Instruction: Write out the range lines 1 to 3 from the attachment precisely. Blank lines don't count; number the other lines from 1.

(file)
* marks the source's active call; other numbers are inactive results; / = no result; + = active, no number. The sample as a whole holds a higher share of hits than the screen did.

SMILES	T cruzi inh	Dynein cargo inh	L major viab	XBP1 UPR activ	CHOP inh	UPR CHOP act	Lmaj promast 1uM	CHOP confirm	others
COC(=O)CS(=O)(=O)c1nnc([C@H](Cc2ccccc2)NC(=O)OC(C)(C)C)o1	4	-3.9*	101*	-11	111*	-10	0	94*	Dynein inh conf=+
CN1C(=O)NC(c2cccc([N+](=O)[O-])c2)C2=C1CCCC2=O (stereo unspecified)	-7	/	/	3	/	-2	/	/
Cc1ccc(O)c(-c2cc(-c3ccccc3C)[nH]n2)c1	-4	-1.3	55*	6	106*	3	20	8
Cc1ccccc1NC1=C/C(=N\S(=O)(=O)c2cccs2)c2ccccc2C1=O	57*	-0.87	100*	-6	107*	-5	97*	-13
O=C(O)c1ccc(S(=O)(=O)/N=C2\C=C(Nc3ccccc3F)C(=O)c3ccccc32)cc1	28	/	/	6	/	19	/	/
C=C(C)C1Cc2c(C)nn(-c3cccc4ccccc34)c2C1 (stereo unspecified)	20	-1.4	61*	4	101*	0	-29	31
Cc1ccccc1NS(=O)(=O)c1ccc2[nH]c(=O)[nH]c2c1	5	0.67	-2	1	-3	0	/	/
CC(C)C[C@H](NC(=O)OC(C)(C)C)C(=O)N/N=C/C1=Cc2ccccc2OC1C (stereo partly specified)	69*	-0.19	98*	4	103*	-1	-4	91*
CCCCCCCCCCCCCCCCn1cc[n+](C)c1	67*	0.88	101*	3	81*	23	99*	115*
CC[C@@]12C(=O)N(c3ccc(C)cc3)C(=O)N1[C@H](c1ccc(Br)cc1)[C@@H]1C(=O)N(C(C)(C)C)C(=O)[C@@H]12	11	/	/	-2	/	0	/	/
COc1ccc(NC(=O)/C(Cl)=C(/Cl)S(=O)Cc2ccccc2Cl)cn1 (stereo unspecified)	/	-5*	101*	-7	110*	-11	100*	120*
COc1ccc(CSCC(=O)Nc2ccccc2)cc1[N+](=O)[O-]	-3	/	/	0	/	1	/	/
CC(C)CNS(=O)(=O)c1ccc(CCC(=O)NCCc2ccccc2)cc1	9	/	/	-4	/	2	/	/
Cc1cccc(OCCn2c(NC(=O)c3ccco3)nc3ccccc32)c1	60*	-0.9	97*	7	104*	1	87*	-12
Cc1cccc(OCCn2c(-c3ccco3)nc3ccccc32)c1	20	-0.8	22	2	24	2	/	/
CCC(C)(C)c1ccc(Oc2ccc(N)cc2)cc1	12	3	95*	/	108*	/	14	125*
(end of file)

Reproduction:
* marks the source's active call; other numbers are inactive results; / = no result; + = active, no number. The sample as a whole holds a higher share of hits than the screen did.

SMILES	T cruzi inh	Dynein cargo inh	L major viab	XBP1 UPR activ	CHOP inh	UPR CHOP act	Lmaj promast 1uM	CHOP confirm	others
COC(=O)CS(=O)(=O)c1nnc([C@H](Cc2ccccc2)NC(=O)OC(C)(C)C)o1	4	-3.9*	101*	-11	111*	-10	0	94*	Dynein inh conf=+